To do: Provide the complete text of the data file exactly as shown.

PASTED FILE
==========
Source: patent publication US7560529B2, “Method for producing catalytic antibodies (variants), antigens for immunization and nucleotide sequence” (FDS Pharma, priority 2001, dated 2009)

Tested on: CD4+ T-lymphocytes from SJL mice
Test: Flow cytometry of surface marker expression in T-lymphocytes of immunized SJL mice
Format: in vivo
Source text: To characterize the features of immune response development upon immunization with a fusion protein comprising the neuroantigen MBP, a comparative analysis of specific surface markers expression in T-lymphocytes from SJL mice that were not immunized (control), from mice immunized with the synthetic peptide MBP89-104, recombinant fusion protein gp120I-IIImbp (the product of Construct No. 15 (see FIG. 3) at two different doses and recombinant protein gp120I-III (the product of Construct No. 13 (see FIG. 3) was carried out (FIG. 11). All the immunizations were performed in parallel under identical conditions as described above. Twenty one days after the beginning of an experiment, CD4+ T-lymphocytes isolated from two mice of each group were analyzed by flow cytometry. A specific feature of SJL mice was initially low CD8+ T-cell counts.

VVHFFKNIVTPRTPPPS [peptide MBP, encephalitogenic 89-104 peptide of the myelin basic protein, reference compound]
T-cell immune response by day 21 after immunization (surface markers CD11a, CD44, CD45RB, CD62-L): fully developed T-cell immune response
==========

Source: patent publication US7560529B2, “Method for producing catalytic antibodies (variants), antigens for immunization and nucleotide sequence” (FDS Pharma, priority 2001, dated 2009)

Tested on: CD4+ T-lymphocytes from SJL mice
Test: Flow cytometry of surface marker expression in T-lymphocytes of immunized SJL mice
Format: in vivo
Source text: To characterize the features of immune response development upon immunization with a fusion protein comprising the neuroantigen MBP, a comparative analysis of specific surface markers expression in T-lymphocytes from SJL mice that were not immunized (control), from mice immunized with the synthetic peptide MBP89-104, recombinant fusion protein gp120I-IIImbp (the product of Construct No. 15 (see FIG. 3) at two different doses and recombinant protein gp120I-III (the product of Construct No. 13 (see FIG. 3) was carried out (FIG. 11). All the immunizations were performed in parallel under identical conditions as described above. Twenty one days after the beginning of an experiment, CD4+ T-lymphocytes isolated from two mice of each group were analyzed by flow cytometry. A specific feature of SJL mice was initially low CD8+ T-cell counts.

VVHFFKNIVTPRTPPPS [peptide MBP, encephalitogenic 89-104 peptide of the myelin basic protein, reference compound]
T-cell immune response by day 21 after immunization (surface markers CD11a, CD44, CD45RB, CD62-L): fully developed T-cell immune response